“It’s a space that I wish more people would look at as an investment opportunity,” Henney said. “It can be really rewarding, and a lot of fun.”

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  • http://www.spreadingscience.com/ Richard Gayle

    Several of these actually indicate the inability to effectively communicate the nature of the science behind the company. No scientific background, no worries and incomprehensible science all indicate a real lack of scientific understanding.

    If you do not fundamentally understand the science, you can not communicate the science.

    When dealing with technology, especially disruptive technology such as most biotech, ineffectively telling the story of the technology so that others, especially investors, get it should be a large red flag.

    Having worked with both Henney and Gillis, I can say that they are extremely good at telling the story of the science in accessible ways.

    This is not about being good at hype. This is about understanding the fundamental aspects of the technological reasons for the existence of the company and presenting them to others in ways that resonate strongly enough to shake some capital loose.

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  • CMCguy

    While in general agreement with these Flags and do echo Richard Gayle’s point about communication would suggest “too much” focus only on science can also be a negative. A good many Biotech failures have not been due to the science or lack of scientific management but because reach a stage where can not (continue to) fund or transition from the bench level to development. A problem often is the science can actually be hard, or at least difficult to present in simple explanations, and although may be able to convey well to other scientists there has to be effective translators to get the message across.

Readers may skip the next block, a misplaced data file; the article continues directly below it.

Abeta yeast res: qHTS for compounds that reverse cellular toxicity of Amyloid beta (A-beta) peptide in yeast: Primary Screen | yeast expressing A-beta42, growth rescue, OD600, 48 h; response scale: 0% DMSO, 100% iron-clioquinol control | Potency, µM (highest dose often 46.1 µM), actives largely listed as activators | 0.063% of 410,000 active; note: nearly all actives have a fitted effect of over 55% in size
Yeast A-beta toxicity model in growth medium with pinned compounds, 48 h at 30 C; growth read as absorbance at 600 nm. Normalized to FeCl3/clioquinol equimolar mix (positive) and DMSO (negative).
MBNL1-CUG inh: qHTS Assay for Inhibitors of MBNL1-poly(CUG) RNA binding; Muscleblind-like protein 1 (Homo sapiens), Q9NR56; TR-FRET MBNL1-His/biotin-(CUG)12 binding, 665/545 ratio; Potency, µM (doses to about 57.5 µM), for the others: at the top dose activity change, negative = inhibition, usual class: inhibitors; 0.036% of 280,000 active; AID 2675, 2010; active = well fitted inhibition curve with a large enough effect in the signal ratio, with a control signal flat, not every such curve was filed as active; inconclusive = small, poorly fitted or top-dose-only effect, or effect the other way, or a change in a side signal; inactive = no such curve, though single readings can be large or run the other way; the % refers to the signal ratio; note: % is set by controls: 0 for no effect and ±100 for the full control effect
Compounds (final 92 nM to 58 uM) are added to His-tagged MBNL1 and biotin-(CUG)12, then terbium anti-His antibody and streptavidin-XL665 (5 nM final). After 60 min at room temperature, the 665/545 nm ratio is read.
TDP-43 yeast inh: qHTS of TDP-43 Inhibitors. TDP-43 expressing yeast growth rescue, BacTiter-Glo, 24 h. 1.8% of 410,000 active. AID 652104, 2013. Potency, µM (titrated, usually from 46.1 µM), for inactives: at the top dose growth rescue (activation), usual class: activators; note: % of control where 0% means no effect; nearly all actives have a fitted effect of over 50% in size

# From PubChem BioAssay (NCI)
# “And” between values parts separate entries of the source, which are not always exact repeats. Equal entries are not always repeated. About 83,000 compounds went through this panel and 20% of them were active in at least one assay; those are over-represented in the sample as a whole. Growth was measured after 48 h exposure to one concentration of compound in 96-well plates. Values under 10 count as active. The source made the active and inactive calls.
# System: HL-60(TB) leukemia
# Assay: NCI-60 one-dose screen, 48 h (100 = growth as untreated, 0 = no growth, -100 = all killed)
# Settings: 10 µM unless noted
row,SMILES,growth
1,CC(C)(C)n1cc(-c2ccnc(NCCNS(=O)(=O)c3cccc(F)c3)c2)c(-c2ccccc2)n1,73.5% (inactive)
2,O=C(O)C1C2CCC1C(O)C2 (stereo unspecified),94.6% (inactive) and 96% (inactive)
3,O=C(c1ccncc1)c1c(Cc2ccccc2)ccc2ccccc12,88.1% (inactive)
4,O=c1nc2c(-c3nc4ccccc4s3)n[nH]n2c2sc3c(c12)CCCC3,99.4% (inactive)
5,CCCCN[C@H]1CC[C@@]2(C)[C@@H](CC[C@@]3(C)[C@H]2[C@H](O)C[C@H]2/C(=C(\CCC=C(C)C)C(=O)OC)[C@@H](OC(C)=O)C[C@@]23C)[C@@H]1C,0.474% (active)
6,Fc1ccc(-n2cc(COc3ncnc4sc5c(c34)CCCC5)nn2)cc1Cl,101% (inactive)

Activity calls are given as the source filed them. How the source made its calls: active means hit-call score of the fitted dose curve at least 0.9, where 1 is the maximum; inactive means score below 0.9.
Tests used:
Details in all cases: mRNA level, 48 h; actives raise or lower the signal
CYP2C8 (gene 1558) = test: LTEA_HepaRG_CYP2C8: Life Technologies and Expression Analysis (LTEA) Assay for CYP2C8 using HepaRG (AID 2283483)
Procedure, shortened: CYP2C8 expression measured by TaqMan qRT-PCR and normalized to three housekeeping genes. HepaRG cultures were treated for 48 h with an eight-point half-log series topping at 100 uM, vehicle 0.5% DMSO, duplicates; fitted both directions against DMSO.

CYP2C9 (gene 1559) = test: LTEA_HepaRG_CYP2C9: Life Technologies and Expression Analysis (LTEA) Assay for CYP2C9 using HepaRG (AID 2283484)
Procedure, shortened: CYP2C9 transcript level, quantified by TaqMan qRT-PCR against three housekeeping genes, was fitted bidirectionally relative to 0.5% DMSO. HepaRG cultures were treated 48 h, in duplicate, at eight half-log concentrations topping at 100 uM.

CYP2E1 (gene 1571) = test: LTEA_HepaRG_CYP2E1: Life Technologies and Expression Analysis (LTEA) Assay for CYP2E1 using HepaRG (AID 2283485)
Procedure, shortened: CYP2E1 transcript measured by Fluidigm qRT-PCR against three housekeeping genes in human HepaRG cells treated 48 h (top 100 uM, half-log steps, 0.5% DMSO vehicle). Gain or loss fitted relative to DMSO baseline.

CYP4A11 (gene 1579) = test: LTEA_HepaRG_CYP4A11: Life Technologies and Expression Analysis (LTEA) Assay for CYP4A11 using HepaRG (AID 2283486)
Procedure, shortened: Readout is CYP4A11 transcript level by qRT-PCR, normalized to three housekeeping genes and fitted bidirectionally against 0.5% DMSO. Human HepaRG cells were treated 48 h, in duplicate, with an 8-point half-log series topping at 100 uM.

There has to be broad balanced expertise and leadership to turn ideas from more than knowledge and into practice. Beyond good business connections and organizational flexibility mentioned in previous article need people who know development, manufacturing, regulatory, marketing and other areas.

  • AJB

    There are _6_ flags listed, not 5.

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  • http://invivoblog.blogspot.com/ JHThree

    AJB, I’m guessing Henney considered “top management without a scientific background” and “hard to understand science” as one category and the author split them up.

  • http://www.xconomy.com/author/ltimmerman/ Luke Timmerman

    JHThree is right. The “top management without a scientific background” and “hard to understand science” were closely related in Henney’s talk. I split them because I thought he actually was making a distinction between the two. Some non-scientific managers are very good at explaining complicated science. Sometimes the scientists themselves have a harder time explaining it, and if they do, that’s a red flag that Henney was calling attention to.